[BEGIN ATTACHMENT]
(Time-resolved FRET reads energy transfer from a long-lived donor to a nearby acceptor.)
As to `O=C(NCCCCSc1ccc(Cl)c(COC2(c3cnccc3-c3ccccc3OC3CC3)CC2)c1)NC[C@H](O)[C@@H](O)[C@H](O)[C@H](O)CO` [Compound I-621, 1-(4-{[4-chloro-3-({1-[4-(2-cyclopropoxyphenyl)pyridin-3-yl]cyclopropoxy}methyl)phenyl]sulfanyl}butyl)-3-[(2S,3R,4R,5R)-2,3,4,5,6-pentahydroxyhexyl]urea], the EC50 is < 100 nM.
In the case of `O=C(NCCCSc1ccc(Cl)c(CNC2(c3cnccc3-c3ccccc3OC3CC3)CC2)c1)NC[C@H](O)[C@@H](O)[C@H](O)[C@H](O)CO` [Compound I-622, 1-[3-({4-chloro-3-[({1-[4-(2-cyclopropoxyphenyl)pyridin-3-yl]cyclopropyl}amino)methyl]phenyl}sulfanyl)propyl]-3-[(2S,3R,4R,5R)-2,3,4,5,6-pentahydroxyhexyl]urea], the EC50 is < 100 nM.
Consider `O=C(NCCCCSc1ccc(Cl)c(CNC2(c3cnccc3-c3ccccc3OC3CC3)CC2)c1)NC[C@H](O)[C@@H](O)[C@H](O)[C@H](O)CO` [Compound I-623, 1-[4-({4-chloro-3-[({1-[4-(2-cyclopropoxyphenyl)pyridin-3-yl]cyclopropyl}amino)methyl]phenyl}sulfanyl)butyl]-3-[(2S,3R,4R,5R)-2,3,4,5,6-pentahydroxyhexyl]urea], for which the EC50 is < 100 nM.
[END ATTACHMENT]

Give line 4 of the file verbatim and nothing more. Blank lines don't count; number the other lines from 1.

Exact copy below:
Consider `O=C(NCCCCSc1ccc(Cl)c(CNC2(c3cnccc3-c3ccccc3OC3CC3)CC2)c1)NC[C@H](O)[C@@H](O)[C@H](O)[C@H](O)CO` [Compound I-623, 1-[4-({4-chloro-3-[({1-[4-(2-cyclopropoxyphenyl)pyridin-3-yl]cyclopropyl}amino)methyl]phenyl}sulfanyl)butyl]-3-[(2S,3R,4R,5R)-2,3,4,5,6-pentahydroxyhexyl]urea], for which the EC50 is < 100 nM.